Photos Courtesy of KG_NY Group (Upholstery Store, Blaue Gans)
The story of how Kurt Gutenbrunner learned to cook is the story of a boy who was afraid of heights. Growing up in the Austrian village of Wallsee on the Danube, young Kurt shied away from joining his junior brother in assisting their father, a construction worker. “They were running around on roofs as if they were on the ground,” he recalls. “I just couldn’t get up there, so I ended up in the kitchen with my mom, who made food for the real men.” It was there that Gutenbrunner learned the basics of Austrian cuisine: tender Wiener schnitzel, spicy goulash, crisp potato rösti, unctuous apricot dumplings.
As Gutenbrunner grew older, he was certain of two things: He wanted to cook, and he wanted to travel. Eventually, he would travel all the way to New York, but his first position there was inauspicious for someone afraid of heights: sous-chef at Windows on the World, 107 stories above Manhattan at the top of the World Trade Center. That was in 1988, and for the entire year he was there he never once visited the observation deck. After a stint at David Bouley’s namesake restaurant in New York’s Tribeca, he returned to Europe in 1990, but was back in Manhattan by 1996, this time for good.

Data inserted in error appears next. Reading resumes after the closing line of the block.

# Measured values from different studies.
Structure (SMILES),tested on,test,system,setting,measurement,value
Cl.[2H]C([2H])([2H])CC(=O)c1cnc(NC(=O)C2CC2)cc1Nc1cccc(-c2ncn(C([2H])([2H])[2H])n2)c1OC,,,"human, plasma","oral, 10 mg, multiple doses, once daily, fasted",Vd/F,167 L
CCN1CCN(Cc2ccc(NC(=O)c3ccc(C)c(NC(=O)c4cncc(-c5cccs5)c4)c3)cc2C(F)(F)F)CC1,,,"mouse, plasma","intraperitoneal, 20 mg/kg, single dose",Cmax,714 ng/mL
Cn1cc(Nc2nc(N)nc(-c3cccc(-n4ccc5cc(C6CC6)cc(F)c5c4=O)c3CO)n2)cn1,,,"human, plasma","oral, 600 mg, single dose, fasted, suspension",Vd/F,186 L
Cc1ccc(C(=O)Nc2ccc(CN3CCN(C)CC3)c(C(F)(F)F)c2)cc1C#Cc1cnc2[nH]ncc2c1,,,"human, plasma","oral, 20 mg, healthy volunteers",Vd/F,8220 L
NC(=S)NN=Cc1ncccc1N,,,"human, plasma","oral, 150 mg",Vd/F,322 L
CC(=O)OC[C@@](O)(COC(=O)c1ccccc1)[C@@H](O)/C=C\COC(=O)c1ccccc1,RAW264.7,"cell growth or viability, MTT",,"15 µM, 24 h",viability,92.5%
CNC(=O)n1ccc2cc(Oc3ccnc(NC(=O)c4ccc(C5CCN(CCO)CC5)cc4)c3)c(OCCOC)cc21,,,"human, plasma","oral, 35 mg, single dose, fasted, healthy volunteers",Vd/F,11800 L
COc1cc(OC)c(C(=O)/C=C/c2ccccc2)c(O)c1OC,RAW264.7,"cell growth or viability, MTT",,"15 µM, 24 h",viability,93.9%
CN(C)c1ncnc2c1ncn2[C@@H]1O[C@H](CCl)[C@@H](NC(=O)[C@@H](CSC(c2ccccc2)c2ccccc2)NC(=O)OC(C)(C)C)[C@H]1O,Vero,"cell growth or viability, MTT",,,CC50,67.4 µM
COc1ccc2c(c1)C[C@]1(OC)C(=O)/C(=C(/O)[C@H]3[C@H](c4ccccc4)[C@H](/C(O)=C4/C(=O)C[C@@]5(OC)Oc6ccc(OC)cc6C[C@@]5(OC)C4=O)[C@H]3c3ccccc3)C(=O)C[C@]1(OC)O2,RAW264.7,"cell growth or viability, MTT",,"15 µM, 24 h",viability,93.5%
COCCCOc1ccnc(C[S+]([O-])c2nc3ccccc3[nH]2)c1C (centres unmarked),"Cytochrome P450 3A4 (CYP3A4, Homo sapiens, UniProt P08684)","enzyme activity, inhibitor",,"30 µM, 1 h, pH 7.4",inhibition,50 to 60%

It’s been 15 years since Gutenbrunner opened his first restaurant, Wallsé, in a corner space on West 11th and Washington Street in New York’s West Village — at the time a primarily residential district. Naysayers told him the location would never work, but Gutenbrunner would not be dissuaded. Six weeks after it opened, New York Times restaurant critic William Grimes gave it a rave, adding, “New York never knew it needed Austrian cooking. Now it may not be able to live without it.”
In the years since, Wallsé has been joined by pastry heaven Café Sabarsky in New York’s Neue Galerie, and Blaue Gans, a Viennese-style bistro in Tribeca. Gutenbrunner attributes his success to offering a modern version of what Austrian food and decor can be.
“It feels like Austria and tastes like Austria, without the clichés,” he says. Yet his latest venture, the newly remodeled Upholstery Store: Food and Wine, next to Wallsé, reflects Gutenbrunner’s going native, with a menu featuring oysters, lobster rolls, and other seafood dishes, like a tuna ceviche with blood orange, in which the Austrian accent is subtle rather than predominant. “I never had seafood when I was a child,” he says.
He is an American citizen now, and coming soon, he promises, is a real American-style cheesecake. He laughs. “I need to keep my American citizenship,” he says. “So, lobster rolls and cheesecake. We are heading in the right direction.”